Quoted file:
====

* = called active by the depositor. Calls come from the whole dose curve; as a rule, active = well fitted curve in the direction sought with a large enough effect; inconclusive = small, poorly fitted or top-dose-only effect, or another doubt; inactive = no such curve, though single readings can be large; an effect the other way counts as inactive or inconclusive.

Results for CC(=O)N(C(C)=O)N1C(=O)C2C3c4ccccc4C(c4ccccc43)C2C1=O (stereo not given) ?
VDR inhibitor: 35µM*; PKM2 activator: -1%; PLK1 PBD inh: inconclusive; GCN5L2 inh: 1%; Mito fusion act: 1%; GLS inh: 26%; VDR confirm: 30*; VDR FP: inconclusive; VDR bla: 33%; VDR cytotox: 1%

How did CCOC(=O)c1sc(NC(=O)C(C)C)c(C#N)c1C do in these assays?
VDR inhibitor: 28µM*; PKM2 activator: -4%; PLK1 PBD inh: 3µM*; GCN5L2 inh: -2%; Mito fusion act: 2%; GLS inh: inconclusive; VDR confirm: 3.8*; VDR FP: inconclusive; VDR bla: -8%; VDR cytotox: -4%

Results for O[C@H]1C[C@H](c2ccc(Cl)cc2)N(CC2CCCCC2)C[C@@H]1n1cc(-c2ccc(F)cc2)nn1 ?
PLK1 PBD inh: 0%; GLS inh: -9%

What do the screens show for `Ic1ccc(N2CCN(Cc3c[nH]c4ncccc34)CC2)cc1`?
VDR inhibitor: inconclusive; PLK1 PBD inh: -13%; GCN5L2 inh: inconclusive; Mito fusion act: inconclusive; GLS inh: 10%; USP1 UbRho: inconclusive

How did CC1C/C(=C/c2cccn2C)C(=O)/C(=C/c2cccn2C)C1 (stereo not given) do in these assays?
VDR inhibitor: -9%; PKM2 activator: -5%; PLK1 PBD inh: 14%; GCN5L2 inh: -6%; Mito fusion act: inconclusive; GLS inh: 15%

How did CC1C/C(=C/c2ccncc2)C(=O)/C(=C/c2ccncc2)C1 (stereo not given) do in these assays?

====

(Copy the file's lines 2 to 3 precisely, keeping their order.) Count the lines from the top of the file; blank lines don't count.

Results for CC(=O)N(C(C)=O)N1C(=O)C2C3c4ccccc4C(c4ccccc43)C2C1=O (stereo not given) ?
VDR inhibitor: 35µM*; PKM2 activator: -1%; PLK1 PBD inh: inconclusive; GCN5L2 inh: 1%; Mito fusion act: 1%; GLS inh: 26%; VDR confirm: 30*; VDR FP: inconclusive; VDR bla: 33%; VDR cytotox: 1%